the other stuff easier. I've taken courses through the netacad back in highschool.
    My goal is to have ccent or ccna done by the end of the semester.
    Booya!!
    WIP : | CISSP [2018] | CISA [2018] | CAPM [2018] | eCPPT [2018] | CRISC [2019] | TORFL (TRKI) B1 | Learning: | Russian | Farsi |
    *****You can fail a test a bunch of times but what matters is that if you fail to give up or not*****
  • dynamikdynamik Posts: 12,314Banned ■■■■■■■■□□
    What don't you understand? You've gotten a lot of good explanations.
  • JavonRJavonR Posts: 245Member
    I can do some of the stuff in my head but honestly....

    I still don't understand this. I've been trying to do this for the past 3 months
    and I still suck at this subject. I would move on but I feel that I'll just understand
    the other stuff easier. I've taken courses through the netacad back in highschool.
    My goal is to have ccent or ccna done by the end of the semester.

    You might want to look into purchasing the CBT Nuggets... the instructor (Jeremey Cioara) has a VERY good explanation for subnetting the binary way.
  • miller811miller811 Posts: 897Member
    I can do some of the stuff in my head but honestly....

    I still don't understand this. I've been trying to do this for the past 3 months
    and I still suck at this subject. I would move on but I feel that I'll just understand
    the other stuff easier. I've taken courses through the netacad back in highschool.
    My goal is to have ccent or ccna done by the end of the semester.

    James, I sent you a PM,
    I don't claim to be an expert, but I sure would like to become one someday.

    Quest for 11K pages read in 2011
    Page Count total to date - 1283
  • /usr/usr Posts: 1,768Member
    Like dynamik said, exactly where are you running into trouble or what is it you don't get?

    You have to know this stuff like the back of your hand, even for ICND1, so there's no point in skipping ahead really.
  • drew2000drew2000 Posts: 290Member
    subnets

    2^6 = 32

    I skimmed through the other answers and didn't see this, but 2^6 is not 32 it is 64.

    HTH.
    Drew
  • kevin31kevin31 Posts: 154Member
    Guys Im with jamesleecoleman on this Ive been trying to understand this for months just cant seem to get it there also seems to be so many different methods of doing it to!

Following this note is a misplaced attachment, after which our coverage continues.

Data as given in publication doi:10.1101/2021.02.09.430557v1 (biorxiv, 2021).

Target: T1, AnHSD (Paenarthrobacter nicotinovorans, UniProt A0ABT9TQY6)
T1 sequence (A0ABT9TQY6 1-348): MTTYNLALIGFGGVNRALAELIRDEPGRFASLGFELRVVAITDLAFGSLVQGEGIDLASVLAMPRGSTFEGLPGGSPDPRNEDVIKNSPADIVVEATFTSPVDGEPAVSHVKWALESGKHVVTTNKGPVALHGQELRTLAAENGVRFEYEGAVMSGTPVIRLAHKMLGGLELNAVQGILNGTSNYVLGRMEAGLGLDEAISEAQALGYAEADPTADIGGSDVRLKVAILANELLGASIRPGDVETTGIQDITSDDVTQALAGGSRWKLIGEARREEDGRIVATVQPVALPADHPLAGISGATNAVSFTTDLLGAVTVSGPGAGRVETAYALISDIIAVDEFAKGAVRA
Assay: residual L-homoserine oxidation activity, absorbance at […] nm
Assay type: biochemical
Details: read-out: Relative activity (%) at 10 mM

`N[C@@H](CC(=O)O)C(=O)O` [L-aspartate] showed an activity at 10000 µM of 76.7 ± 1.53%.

The 2^6 is something that I get stuck on? And the /30

    Anyone no of any courses as such in UK for subnetting alone???

    thanks
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  • Morty3Morty3 Posts: 139Member
    Do not make subnetting harder then is it. Write the mask down into binary, and then find the last 1. Find out what value that last 1 have, and there's your subnets! So, a /26 mask is

    11111111.11111111.11111111.11000000
    Binary chart: 128 64 32 16 8 4 2 1

    Last 1 falls under the "64", that means the subnets hop by 64. Does not matter which class when finding the hops, just the number of subnets. So:
    The class C address 192.168.0.0/26 got the following subnets:
    192.168.0.0->192.168.0.63
    192.168.0.64->192.168.0.127
    192.168.0.128->192.168.0.191
    182.168.0.192->192.168.0.255

    To find out the number of subnets, see how many bits we have subnetted with (protip, we know the answer is 4, since I've written them down ^_^. This is for a Class C address, ofc)
    Default mask for a C address: 11111111.11111111.11111111.00000000 (24 1:s)
    Our subnetmask 11111111.11111111.11111111.11000000 (26 1:s)
    2 more bits. Then take 2^2, since its all in powers of 2, and get 4. 4 valid subnets. Is it true? Yes, check my valid subnets above. We got 4 valid nets.

    Valid hosts? Check our mask in binary again, but this time count the zeros. 6 zeros.
    6^2 = 64. REMEMBER THOUGH, you don't want to fail at this, one address it for the net and one is broadcast. We then need to subtract 2 from that number. I.e we got 6^2 = 64, then 64-2. 62 valid hosts. Is it true? Once again, check into the subnets I've already calculated.
    192.168.0.0->192.168.0.63. The .0.0 is the net address and the 0.63 the broadcast. That means we got 62 valid hosts.